I am so overwhelmed with everything I want to get accomplished. Practice job for work. Pay off debt, exercise, lose weight, declutter my spare room, take a Spanish course. How do I utilize the planner to time block my work day and add in the additional goals?" So Lead Bets, we're talking about goals, but we need to divide these into two categories. Projects versus ongoing efforts. So exercise that you talk about here is an ongoing effort. I want to exercise on a regular basis so I can be in better shape. That's an ongoing effort. It's not something you do once and then you're done. Whereas decluttering your spare room, like contrast, is a one-time project. It's something that you want to do and then it's done. Let's deal with both of these types of goals separately. Let's start with ongoing efforts. Here you're going to want to do some sort of habit stacking methodology. Let me simplify this a little bit. Start with a keystone habit in the relevant area. If you really want to get in good shape, start with a keystone habit related to health and fitness. Now, keystone habits means it's something you do every day. It's tractable. It's something you can actually probably do every day. You know, 10 pull-ups every morning, 5,000 step walk, but it's also non-trivial. It actually takes a little bit of effort. You want to do that every day. Each of these areas that's important to you, that you have some goal, start with the keystone habit. This might not be enough to actually accomplish that particular goal you have in mind, but it gets you used to it. Where does the time block planner come into play here? Used to metric tracking space on the daily pages for every day. You can track, "Did I do my keystone habits every day?" There's a real power to seeing that. You don't want to break the chain. There's a real power to actually be able to write down that you did it. There's a real urge to try to avoid not be able to write down that you did the keystone habit. You can also track in space to keep up on those keystone habits. Once you're doing those regularly, you will have rewired your psychology into one that says, "For these areas of my life, I'm willing to do optional but important work again and again even when it's not easy." That will change your self-understanding. You are now someone who spends time on these things like in this case fitness, and it's important to you and you're proud of it. Now you can upgrade the habit. All right, so I have that keystone habit. Now that I'm used to that, now let me get into the more intense workout routine. Then I'm going to do three days a week or there's something I do every day. Now I have this 30-minute block before lunch every day, and I go back and forth between rows and exercise and whatever. Now you can put in the more intense habit because you've rewired your brain to be someone who makes, to see yourself as someone who makes progress on those areas of your life on a regular basis. Start with the tractable keystone, track it in your planner, upgrade once you're used to it. All right, what about projects like decluttering your spare room? Well, here's where you want to actually leverage the full multi-scale planning stack quarterly weekly daily. Your quarterly or we sometimes call strategic plan is where whatever that goal is might first show up. So this quarter I want to clean my room and I want to take a Spanish class. So I'm going to get your weekly plan for each week. You look at your quarterly plan, you know what you're trying to make progress on. You can say, "Well, is this a week that I have time to do that?" And if it is, get that time into your weekly plan. I would recommend at this point putting it onto your actual calendar, the same calendar that you use to track your appointments and existing meetings because when you then do your daily time block plan, every day you look at your calendar to fill in stuff already on your calendar into your time block plan and that project work time will get automatically moved right into your daily time block plan. So maybe you're doing your weekly plan for the week. You see decluttering your spare room is on there. The week seems kind of reasonable. You say, "This is the week I do it." Tuesday, I'm going to stop work at four and work on the room for two hours. If you're going to put that on my calendar, then I am going to Friday evening finish it and I'll put that on my calendar. And then when you get to Tuesday, you look at your calendar as part of making your daily time block plan, your time block plan or you just block out that time. When you get to Friday, you're making your daily time block plan. You look at your calendar as part of that process. You see what's on there. You put it on your daily time block plan and you just execute your blocks each day. The work gets done. Everything was something like a Spanish class, so when that's on your quarterly plan, I want to take a Spanish class, you can come up with a persistent plan for doing that. For the next four weeks, I work on this during lunch hour on Tuesday, Wednesday, Thursday. And that's just sitting there in your quarterly plan. So when you make your weekly plan, you block off that time. And again, when you get to every day, it goes on your time block plan and the work gets done. So the time block planner by itself cannot give you everything you need to accomplish goals, but it could be a big part of a goal accomplishing framework. For people who don't know about the planner, go to timeblockplanner.com. You can watch a video where I explain how it works. There is a version 2.0 coming out that is spiral bound. Again, we're just being delayed by supply chain issues. There's a lot of backups in the global publishing supply chain, but the whole thing is designed and we're ready to go to the new format. So I would say don't bother waiting because you'll be done with your current time block planner in three months anyways. But just know if you're using a planner and want the lie flat, it is coming. We are working on it. All right, let's do some technology questions. And I said questions, but it's probably more accurate to say question because I only have one technology question. I only selected one because it's big and open ended. It comes from Miranda.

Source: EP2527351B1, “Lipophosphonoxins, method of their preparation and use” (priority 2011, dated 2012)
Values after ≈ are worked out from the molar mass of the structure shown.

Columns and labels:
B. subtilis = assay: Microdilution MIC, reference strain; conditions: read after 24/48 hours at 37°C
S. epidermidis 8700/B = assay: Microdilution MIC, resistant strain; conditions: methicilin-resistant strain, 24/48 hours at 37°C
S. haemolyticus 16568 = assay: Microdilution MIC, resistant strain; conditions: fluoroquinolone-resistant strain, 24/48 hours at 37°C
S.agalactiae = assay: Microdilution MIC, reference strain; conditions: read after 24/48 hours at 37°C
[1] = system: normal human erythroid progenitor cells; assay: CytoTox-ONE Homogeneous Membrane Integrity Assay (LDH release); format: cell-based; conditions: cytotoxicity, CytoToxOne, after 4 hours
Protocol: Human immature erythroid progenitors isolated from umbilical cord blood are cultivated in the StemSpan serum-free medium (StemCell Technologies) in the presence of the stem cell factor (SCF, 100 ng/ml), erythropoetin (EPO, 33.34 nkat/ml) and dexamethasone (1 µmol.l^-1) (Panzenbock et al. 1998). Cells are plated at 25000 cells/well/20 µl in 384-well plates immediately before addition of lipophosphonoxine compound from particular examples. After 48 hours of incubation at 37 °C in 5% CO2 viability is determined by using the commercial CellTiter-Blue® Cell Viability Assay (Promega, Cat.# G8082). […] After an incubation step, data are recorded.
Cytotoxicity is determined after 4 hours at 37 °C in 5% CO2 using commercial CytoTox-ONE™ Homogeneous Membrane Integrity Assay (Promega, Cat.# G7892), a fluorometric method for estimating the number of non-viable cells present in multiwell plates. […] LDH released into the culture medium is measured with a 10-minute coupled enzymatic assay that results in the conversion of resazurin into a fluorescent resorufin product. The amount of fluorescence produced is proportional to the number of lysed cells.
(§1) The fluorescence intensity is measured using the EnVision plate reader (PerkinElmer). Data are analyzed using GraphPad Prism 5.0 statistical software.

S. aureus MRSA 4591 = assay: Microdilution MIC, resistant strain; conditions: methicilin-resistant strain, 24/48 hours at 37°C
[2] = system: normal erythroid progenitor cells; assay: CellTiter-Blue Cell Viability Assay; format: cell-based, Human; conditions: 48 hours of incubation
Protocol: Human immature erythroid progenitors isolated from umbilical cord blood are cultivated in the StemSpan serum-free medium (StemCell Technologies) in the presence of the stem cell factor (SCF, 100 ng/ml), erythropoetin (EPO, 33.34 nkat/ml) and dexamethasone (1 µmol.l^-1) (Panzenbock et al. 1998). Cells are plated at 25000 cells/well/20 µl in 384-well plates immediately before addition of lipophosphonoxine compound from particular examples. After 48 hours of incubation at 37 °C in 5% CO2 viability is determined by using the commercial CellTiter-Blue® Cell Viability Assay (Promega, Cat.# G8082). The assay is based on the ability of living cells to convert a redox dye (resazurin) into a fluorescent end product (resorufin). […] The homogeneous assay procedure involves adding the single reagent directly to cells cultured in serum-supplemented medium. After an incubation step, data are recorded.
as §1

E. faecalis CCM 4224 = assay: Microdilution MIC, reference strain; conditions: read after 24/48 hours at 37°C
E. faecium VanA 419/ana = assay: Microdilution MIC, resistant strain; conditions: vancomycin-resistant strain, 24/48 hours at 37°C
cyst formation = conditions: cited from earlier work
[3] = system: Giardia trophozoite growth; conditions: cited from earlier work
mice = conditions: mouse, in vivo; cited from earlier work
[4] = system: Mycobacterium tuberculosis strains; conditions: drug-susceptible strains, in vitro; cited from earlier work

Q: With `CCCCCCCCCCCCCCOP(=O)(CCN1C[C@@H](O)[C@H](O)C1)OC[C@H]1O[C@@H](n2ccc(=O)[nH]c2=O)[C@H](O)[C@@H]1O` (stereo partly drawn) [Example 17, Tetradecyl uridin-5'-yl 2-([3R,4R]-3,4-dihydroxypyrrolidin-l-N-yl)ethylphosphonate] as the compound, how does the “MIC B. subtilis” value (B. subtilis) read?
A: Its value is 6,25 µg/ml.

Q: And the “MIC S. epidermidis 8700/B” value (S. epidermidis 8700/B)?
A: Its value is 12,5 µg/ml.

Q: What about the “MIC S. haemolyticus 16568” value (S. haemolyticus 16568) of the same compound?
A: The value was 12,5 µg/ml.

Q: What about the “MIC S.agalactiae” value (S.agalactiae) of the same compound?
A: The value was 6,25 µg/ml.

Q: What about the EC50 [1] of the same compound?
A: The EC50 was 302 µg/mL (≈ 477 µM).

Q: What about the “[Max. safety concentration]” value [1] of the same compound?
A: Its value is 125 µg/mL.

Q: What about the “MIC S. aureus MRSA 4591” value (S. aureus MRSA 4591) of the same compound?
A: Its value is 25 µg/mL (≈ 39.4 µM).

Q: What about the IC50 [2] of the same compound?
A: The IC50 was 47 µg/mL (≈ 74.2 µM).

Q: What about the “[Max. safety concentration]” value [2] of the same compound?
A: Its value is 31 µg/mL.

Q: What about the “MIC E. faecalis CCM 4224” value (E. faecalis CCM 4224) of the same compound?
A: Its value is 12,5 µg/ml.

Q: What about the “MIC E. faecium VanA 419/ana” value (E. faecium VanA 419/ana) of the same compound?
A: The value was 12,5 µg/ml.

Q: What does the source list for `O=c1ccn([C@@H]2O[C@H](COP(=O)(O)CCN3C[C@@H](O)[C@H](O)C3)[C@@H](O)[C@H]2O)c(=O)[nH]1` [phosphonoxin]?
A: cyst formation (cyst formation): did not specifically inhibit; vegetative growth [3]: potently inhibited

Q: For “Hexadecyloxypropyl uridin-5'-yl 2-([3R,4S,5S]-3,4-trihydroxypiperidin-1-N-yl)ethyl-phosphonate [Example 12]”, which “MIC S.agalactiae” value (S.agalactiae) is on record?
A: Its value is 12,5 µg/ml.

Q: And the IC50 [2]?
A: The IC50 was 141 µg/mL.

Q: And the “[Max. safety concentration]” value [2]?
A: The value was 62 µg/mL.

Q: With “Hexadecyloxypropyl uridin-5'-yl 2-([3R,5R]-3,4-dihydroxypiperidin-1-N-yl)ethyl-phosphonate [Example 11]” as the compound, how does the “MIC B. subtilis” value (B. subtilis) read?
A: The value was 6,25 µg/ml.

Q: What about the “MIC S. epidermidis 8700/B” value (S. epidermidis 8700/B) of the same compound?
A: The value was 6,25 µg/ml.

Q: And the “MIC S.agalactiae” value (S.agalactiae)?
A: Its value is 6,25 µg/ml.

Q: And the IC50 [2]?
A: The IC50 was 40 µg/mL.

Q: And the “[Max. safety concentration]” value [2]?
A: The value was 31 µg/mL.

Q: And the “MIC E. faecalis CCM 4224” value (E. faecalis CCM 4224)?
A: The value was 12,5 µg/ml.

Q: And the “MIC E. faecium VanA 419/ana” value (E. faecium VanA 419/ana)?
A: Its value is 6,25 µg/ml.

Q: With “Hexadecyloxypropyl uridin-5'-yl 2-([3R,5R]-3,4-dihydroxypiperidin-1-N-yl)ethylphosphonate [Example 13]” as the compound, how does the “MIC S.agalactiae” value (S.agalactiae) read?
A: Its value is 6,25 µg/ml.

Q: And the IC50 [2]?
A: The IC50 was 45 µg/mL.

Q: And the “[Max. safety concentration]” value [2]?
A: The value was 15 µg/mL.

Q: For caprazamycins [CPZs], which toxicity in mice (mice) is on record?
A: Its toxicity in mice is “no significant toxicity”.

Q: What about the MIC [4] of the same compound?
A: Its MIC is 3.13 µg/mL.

And she asked what are your thoughts in general about AI machine learning and where technology is headed? So we haven't done a good open-ended technology question in a while. Well, Miranda, I'll tell you where the focus seems to be, at least in popular online conversation in the media. Focus on crypto, social media and AI. Those seem to be big topics. So let's go through those briefly one by one. All right, so let's talk about crypto. As you may have heard me talk about before, my personal belief is that the hype around crypto is a little bit excessive. So there's a political element to crypto. It's based around trust and power and control. This idea that these distributed ledgers implemented by cryptographic protocols, that these distributed ledgers are not controlled by a single government or controlled by a single company. And therefore there can be coordination and information sharing on the internet that is not beholden to the sensorious efforts of individual organizations or countries. There's a crypto, a sort of techno libertarian political argument for what you gain from this decentralization. I don't think most people care about that. I don't think I think it's important for certain people who think a lot about this, but for the average consumer, they don't care about that. So that by itself is not that strong. But if you take out the techno libertarian political justification for crypto based ledger technologies, there's not something else there that we don't already know how to do much better and much faster. We know how to have consistent distributed data stores. This is what distributed databases do. This is easy to implement. So it's not like there's a new technological capability that is introduced by crypto based blockchains. It's just there's a decentralization that comes with it. And the value of that is largely political, not technological. So again, I think most consumers don't care. They don't really care whether the data for this app they're using is stored in the cloud somewhere in just a virtualized SQL database system, or if it's implemented by an Ethereum blockchain. It looks the same to them and they don't really care about which way this is being implemented. Now for a while, there is an argument about the particular aspect of crypto that is the currency aspect. So all of these ledgers, or not all of them, but open ledgers are almost all based on their speed, some sort of underlying currency. And there's some thought that the currency not controlled by governments, it was critical. And it was going to be a worldwide currency. That's sort of fallen flat. The currencies didn't really take over from fiat money. So you get rid of that again. There's nothing sexy about what's being the functionality implemented by these crypto tools. It's really just the political reality that no one controls it. And I again don't think enough people care about that for this to be a complete game changer. Could be wrong about this. And Jason Horowitz would probably say that firm would not be happy with my interpretation. But there you go. All right, social media, that's the other thing that seems to be really the focus of a lot of techno criticism and conversation right now. Long time listeners know that I believe that social media as we know it, that is this age of a small number of massive platform monopolies that everyone is culturally pressured into using. We are in the twilight of that moment. That moment is passing. This is the standard oil, Pennsylvania, Central Railroad, Robert Barron era of the social internet era. And I think it is passing. I've talked about this before, so I won't go into too much detail. But basically at the core of my thought is one of the things that used to capture people in the social media was network effects. People were using social media platforms to connect to people they know. Therefore, for a platform to be useful, it has to include among its members all the people that you know or might want to connect to. That is a huge advantage once you get there first because another social media platform will have a hard time competing because until they can get your cousin and your aunt and your six friends from high school onto their service, it will be lesser than an existing service like Facebook. This is called network effects. There's a sort of trivial mathematical law here that says in a network it's the value grows with the square of the number of users because now you have a potential connection between every person in it. Forget that math. In general, this was a big justification for why you could not unseat. You could not unseat existing platform monopolies. Then they got out of the connection business. They thought there was more money in offering distraction because people spend more time distracting themselves and they want to spend talking to their aunt or their cousin or their six friends from high school. Facebook and Instagram and Twitter, particular Twitter and Facebook, moved away from what's your friends up to. Towards, here's an algorithmically generated feed of content curated to press some buttons in your brain and keep you looking at your phone. You need a moment to get lost or distracted. Life is hard. You're stressed. You're anxious. You're bored. We will give you something that will be palliative in the moment. They went towards that model which did get their existing users using the phones more, looking at these apps more, but it destabilized the originally motivating network effect which is the people you know are on here. Once it is no longer giving you that advantage, social media is now competing with any other form of distraction and there's a lot of them and they're good. And now suddenly it's not so critical that my distraction is coming from Facebook versus coming from Spotify versus coming from TikTok or coming from some sort of bespoke small niche network. You're competing with any source of distraction. There's no reason to have a massive $500 billion monopoly in this type of context. I can be just as diverting with my podcast that is produced with a slightly smaller budget than $500 billion a year. With even just half that money I can produce deep questions. All right, so I think that's what's happening with social media. I think TikTok is actually the harbinger of this transition. Yes, it's true that TikTok is widely widely used. It has a lot of active users, but TikTok is different than Twitter. TikTok is different than Facebook from five years ago. Why? It's popular, but it's just pure distraction. They don't pretend like it's anything else. And because of that, it no longer has the situation of cultural valency where it feels like you have to use it. Lots of people use Facebook. No one thinks it's, I mean, TikTok, no one thinks it's weird if you don't. A lot of people like TikTok. No one says you're missing out on business opportunities or knowing what's going on the world if you don't use it. And so from TikTok we'll get multiple other, I think increasingly niche, increasingly focused, increasingly much smaller and independent types of apps and sources of distraction that leverage social connections in groups, et cetera. And it'll be a fragmented marketplace in which there's no monopoly powers. And that's going to be, I think, a much healthier social internet. So social media is a focused lot of conversation. I think it's moment as past. The final one I mentioned was AI. I don't know what to think about AI. I haven't got my arms around AI yet. I've been trying to. I mean, I understand a lot of the underlying technologies, but in terms of its cultural impact, I don't know where I fall. I don't have, for example, a natural fear of AI, general intelligence, sentience and AI and what that might cause. I just don't have that instinctual fear. Is that something that's even on a development pipeline that we need to worry about? I don't know either way. AI's role in disrupting industries, it's going to be disruptive. It's complicated how I think it's hard to predict. So AI, keep your eye on it, but I don't have a good sense. Let me tell you two things that I think are being overlooked, that are going to be super disruptive, but I think are being overlooked in a lot of conversations today about technological trends. The first is augmented reality. This came out of some reporting I've done for the New Yorker. I don't think people realize the economic disruption that is going to come from what I call the augmented reality singularity. This is going to be the point where multiple technologies that exist today advance sufficiently to allow the following with a relatively unobtrusive piece of headgear, so some sort of pair of glasses that is socially appropriate, the rare, comfortable. It's not like Google Glass where you walk around with a Google Glass on and Google tried this experiment. They said, "Try walking around with Google Glasses on and people's instinct when they saw you with on it was, 'I think I need to punch you.'" When we get past that, with Google Glass, people were walking around with Google Glasses and I'm not exaggerating here, nuns would walk out of the convent and say, "Forgive me, Father," and then just punch you in the face because it was so annoying looking. That's what AR.1, version 1 looks like, that will get better. When we get past that stage where AR devices make people want to punch you and you look so weird and pretentious wearing them, when we get past that stage, when nuns no longer walk out of their comments to punch you, and then two, we get sufficient power and feel the view in these glasses that you can replicate with sufficient resolution, basically any type of screen digital screen interface we use today. Three, we have sufficient internet backbone that we can essentially stream surfaces without actually having to do the computation locally. What I mean by that is, if I want to play a video game, there's sufficient wireless internet backbone that that video game can run and a server somewhere and the thing that's being streamed to my AR device is just what's on the screen. There's this key point, there's this key speed point where the contents of a high resolution screen can be streamed over the internet to a device and what you no longer need to actually bring computation with you, just enough computation to get the screen of computation happening in the cloud. When those three things come together, again the summary is hardware that is unobtrusive and people are willing to wear. There's a lot of different field of view and resolution that you can replicate most of the standard digital screens you look at in your day to day life. Three, sufficient internet wireless backbone, which by the way we might already have, that you can stream high resolution screens to devices so we can now virtualize actual computation. It will be the end of consumer electronic, of the consumer electronic industry as we know it. Samsung, Apple, Sony. The companies that produce complicated electronics that they sell the people and those people buy these devices and use them. Those companies will essentially have to go out of business or massively retool because why would I buy a phone when my AR headset can put in front of me, in the space in front of me, the interface for whatever phone I want. Why would I buy a computer when I can make a computer monitor anywhere? It doesn't exist in the real world. It's being projected in my AR goggles but I can make a nice monitor wherever I want to go and all the computation is happening in the cloud somewhere so I have the most powerful computer computing, much more powerful than I can actually buy and I can just see the screen right there. Why would I buy a TV when I could just stretch a 72 inch on my wall? It's all virtual and everyone who's in that same room sees it in the same place. We literally cannot tell the difference between that and an actual TV. Why would I buy a TV? Ship it to me, bring it into my house. I could just have that right up there on my wall. The end of the consumer electronics industry as we know it, it's going to create some of the most powerful companies in the history of the world. It's going to make Apple seem like a lemonade stand. If you are the company that owns the first mainstream widely adopted full function AR singularity goggles with the back end doing all the computation, all of these companies like Sony, Samsung will become essentially software companies. You're basically just running processes in the cloud that can then stream visuals to individuals. It's hard to underestimate how disruptive that's going to be. I don't think we talk enough about it. I think it was perhaps a blind spot of Mark Zuckerberg to focus too much on virtual reality instead of augmented reality. Google has invested many, many billions of dollars into this. Apple is investing many, many billions of dollars into this. Amazon is investing many, many billions of dollars into this. That's about the hardware and more about being the back end cloud computation to virtualize all this hardware. It is going to be huge. I don't think we talk about it enough. We get too distracted. The other technological trend I think that's going to be big is the continued decentralization of media production. This is the story of the internet, but I think it's just starting to get pretty interesting and recent years. You get HTML in the 1990s. You get websites and then eventually Web 2.0. It's websites that are easy for people to update regularly like blogs. That had a big impact on decentralizing the ability to produce and sell text. We take it for granted now, but remember in 1996, text came from magazines and newspapers. You had to have giant warehouses with these big machines with ink and newspaper rolls moving really fast and fleets of trucks. All the advertising dollars would come though. You had a ton of money. There's a lot of money in newspapers, syndicates, a lot of money in magazines, syndicates. That's where text was, available text. The internet changed that. Think about how many websites people go to now for information. How many independent little media companies, five person, six person shops? Ain't it cool news? Let's go back to those early days. These types of sites are blogs. The offline came out of blogging before moving over to the post and over to New York Times, Nate Silver. All of this text, Politico, I mean, Politico eventually printed a hardcover version, a newspaper version for a while of their thing. There was so much innovation that happened in text media because of HTML. Now, we're seeing this with audio. Podcast. Incredibly disruptive. This industry is exploding because people like real time analog content. You can actually hear someone's voice. Radio is a pretty big industry. Podcast will surpass radio soon. It will surpass it soon because again, you open up the ability to create audio to most people. The big change happening now is video. Video. The ability to produce video whose quality crosses that uncanny valley and is at least comparable to stuff that we maybe saw on cable. That's where we're getting now. We're more and more people at a fraction of the cost can produce video at a quality that you would say, "I could have seen this 10 years ago on Bravo." Now you've decentralized video, which was the most powerful media forms of all, television and movies is a huge dominant source of media and that is being decentralized now as well. These trends, I think, are critical. I think the shift from audio is the stepping stone and the video is going to be much bigger than even the decentralization of text that happened with the early HTML based web. All of this, I think, is really excited. I don't know where it's going, but I think it's really exciting. The main critique people give, and I think this is so shortsighted, is every time one of these media technologies is decentralized. There's always this pushback that emerges where people set up this straw man of everyone now will be able to make a living off of this new decentralized media. Then when they don't and most stuff is bad, they say the revolution is a failure. Blogs arise. People looked around and said, "Well, most blogs are bad. This idea that everyone's going to make a living off a blog isn't true." That was never the point. Most people are bad at producing stuff. Most people are not meant to be media figures. Most people don't have the insight or the training that produce really interesting audio or words or video. The point is when you open it up to everyone, you get this extreme Darwinian competition. What is the point of Darwinian competition? Not that all the different types of proverbial species are going to survive, but that it's going to drive innovation into new species, new configurations that one of them existed before. That is what is important about decentralization. There's 850,000 active podcasts right now. Most of them do not do very well. That is a huge amount of selective pressure. It's going to produce a couple thousand that do really well and are really innovative and will change the media landscape altogether. Most of the YouTube is direct. There's millions and millions of hours of footage being uploaded every minute. That is a huge amount of selective pressure. It's going to change and evolve and mutate the visual media landscape. I don't know where all this decentralization is going. I just think it's important. That's why I'm doing audio. This is why Jesse and I were quick to get video going on the show as well. We think all of this is very important even if we can't tell where it's going. All right, Miranda, that was a long answer. Now, it's a long answer to a short question, but I'm glad you asked it. Really quick summary. Crypto, I think, is overhyped. We're in the twilight of the mass of social media monopoly era. AI, I don't know. Keep an eye on it. I don't want to tell you about it. Two biggest trends that are being missed, AR for sure. I think people don't understand the impact. Decentralized media, people know it's going to be big, but maybe they don't realize how disruptive it's going to be. I think the audio video, Internet audio video revolution in particular is going to be the biggest change to media since television.